This particular story involved a woman named Kristie Moore who has been umpiring games for 10 years. The irate mother was asked to leave after outbursts of cursing and waited for Moore in the parking lot where she attacked her. Moore stated in the story, “It’s ridiculous, the verbal abuse. And even now, the physical abuse now, at this point, and enough is enough."

Photo by Gene Gallin on Unsplash
Photo by Gene Gallin on Unsplash
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I Shouldn't Have to Say This BUT That's NOT Okay!

First of all, we are all aware that these are CHILDREN'S SPORTS right? Like, I get you become invested but we aren't talking life and death situations here. And, what kind of message does this send to your kids?

As someone who holds a PTO office and is always asking for volunteers, I can assure you, it's hard enough to get parents involved in their own kids' lives and interests let alone find qualified volunteers or employees who work for pocket change to take on the role of mentoring kids in a competitive sport. Throw berating, belittling, and violence in the mix, and even the passionate people who just really love that sport will hang up their whistles for good.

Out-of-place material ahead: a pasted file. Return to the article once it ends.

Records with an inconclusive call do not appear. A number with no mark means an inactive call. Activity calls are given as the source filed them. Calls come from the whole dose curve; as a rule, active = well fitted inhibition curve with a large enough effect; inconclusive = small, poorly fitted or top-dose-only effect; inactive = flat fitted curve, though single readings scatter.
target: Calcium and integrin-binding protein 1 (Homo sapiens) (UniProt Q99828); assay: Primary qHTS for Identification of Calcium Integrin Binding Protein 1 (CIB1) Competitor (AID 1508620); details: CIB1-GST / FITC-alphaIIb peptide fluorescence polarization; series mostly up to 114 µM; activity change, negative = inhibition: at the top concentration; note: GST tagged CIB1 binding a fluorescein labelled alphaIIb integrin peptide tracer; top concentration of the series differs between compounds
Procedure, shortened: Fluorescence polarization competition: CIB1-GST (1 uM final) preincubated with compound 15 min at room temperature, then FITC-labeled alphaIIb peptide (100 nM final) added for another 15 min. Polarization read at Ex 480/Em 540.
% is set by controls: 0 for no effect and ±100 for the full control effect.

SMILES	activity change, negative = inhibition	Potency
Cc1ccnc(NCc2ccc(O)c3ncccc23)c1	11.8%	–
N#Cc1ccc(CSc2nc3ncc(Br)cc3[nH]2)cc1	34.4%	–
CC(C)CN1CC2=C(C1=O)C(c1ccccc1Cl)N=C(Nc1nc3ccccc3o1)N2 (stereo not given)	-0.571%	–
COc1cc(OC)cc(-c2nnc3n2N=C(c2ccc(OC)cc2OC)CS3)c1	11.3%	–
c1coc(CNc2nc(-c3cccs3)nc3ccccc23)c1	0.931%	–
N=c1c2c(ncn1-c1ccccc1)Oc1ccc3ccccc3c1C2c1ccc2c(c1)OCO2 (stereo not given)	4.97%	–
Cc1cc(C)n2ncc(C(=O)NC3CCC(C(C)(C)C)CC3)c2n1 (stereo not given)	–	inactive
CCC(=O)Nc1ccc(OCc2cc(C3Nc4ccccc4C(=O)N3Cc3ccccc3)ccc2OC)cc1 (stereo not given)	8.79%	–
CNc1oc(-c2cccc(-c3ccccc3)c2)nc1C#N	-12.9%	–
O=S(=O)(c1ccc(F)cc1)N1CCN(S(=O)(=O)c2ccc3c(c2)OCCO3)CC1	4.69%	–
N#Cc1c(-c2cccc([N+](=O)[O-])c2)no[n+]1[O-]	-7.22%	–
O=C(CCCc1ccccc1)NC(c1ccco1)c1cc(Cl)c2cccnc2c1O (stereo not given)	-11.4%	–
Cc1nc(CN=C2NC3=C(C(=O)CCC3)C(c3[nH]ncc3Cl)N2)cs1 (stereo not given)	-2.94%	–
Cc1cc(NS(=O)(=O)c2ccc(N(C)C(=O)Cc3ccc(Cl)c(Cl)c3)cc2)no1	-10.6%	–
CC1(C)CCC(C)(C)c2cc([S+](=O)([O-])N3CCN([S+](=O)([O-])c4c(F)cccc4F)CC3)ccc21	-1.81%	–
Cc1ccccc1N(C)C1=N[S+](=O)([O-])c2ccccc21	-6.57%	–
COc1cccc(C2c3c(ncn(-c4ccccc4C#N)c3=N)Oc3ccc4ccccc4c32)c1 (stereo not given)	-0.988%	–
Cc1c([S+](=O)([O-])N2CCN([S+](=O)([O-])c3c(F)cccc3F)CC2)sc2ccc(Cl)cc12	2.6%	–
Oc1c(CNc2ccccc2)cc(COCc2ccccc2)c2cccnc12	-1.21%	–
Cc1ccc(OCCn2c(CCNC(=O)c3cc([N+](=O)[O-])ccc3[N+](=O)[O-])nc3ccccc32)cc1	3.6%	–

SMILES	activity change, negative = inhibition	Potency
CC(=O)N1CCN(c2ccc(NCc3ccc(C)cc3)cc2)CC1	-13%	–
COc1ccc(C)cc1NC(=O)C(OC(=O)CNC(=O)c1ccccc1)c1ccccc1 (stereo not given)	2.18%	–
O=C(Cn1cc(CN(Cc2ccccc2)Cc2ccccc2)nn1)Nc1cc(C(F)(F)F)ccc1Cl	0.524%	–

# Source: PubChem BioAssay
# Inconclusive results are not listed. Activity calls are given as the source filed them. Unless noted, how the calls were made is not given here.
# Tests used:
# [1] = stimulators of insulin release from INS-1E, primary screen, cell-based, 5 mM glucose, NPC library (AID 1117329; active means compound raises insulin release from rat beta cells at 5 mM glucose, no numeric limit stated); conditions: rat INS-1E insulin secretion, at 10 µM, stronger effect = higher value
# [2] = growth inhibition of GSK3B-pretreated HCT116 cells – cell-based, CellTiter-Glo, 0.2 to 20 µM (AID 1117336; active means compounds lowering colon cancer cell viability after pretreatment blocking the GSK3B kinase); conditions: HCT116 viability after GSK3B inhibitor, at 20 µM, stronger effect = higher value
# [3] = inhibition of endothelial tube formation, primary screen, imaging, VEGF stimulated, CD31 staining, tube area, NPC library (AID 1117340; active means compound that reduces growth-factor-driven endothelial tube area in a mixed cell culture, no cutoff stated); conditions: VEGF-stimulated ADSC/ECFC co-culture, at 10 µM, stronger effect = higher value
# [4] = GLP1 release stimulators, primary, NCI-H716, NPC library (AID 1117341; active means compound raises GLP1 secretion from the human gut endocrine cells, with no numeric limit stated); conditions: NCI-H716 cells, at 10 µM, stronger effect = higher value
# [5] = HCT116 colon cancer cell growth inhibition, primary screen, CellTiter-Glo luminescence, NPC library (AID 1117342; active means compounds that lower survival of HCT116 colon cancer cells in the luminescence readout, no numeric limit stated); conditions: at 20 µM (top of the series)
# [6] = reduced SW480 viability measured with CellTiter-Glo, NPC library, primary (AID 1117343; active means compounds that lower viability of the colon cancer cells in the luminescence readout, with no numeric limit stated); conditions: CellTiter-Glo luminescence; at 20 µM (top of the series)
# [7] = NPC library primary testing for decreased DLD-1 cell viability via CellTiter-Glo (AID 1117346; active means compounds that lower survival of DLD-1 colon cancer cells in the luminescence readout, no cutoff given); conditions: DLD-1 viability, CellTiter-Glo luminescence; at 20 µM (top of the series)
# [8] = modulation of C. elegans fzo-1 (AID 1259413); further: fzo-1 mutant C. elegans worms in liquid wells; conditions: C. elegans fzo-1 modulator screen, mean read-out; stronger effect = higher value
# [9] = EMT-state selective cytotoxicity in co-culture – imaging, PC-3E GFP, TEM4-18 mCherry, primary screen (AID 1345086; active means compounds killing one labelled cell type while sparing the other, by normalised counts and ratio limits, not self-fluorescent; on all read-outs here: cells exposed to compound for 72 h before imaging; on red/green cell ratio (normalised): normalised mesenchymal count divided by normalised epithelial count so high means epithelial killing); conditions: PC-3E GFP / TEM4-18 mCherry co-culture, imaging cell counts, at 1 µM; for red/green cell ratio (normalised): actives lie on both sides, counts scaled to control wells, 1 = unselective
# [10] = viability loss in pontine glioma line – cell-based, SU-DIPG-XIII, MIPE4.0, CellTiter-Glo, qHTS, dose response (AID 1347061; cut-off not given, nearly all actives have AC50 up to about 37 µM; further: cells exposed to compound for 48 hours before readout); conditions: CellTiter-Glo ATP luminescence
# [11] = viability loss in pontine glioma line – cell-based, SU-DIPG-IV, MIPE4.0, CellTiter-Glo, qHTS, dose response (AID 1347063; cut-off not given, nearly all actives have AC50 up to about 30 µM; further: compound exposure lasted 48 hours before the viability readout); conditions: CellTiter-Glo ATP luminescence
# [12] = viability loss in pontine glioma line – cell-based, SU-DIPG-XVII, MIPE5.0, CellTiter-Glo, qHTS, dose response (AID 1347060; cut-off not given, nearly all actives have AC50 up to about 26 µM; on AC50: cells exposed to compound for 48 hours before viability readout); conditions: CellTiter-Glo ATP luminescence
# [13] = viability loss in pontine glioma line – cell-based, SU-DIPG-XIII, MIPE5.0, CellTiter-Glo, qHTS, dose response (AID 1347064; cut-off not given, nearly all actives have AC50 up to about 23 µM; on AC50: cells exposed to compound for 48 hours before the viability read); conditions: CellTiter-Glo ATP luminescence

Photo by Pierre-Etienne Vachon on Unsplash
Photo by Pierre-Etienne Vachon on Unsplash
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Think You Can Do Better Than Me? Be My Guest!

I don't get out on that field because I'm on a power trip. I am there because I want my girl to have the opportunity to play and to make a difference. My motto was always: if you think you can do better than me - I'd gladly hand over this responsibility. Until you do, zip it. And if you have an issue with me or want to offer constructive criticism to me or my team, do so in an appropriate manner. Leave your crazy in the car and let's let kids be kids and have fun.

Kindness is FREE - Throw It Around Like Confetti

It doesn't cost anything to be kind. Give it freely - especially to the people in your kids' lives who show up. And while we are at it, even when you don't feel like it or think you arent' exactly qualified, offer to help. Offer to volunteer. Be the parent who shows up and becomes a real role model for your kids instead of the one who sits on the sidelines hurling insults.

Dusting Off My Whistle

Oh, and if you were wondering, I missed being "on the team" so much that I let the coordinator know that I still don't know much about soccer but I'm happy to help in whatever capacity that they need. Guess what - again not enough people volunteered to coach. So, I dusted off my proverbial whistle and the kid who despised gym class and her valiant husband are at it again this year being the best dang assistant coaches they can.

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*While there are several camps on this list, it is entirely possible I missed a few. If you work, run, or participate in one not listed, please e-mail me the information and I'll gladly add it.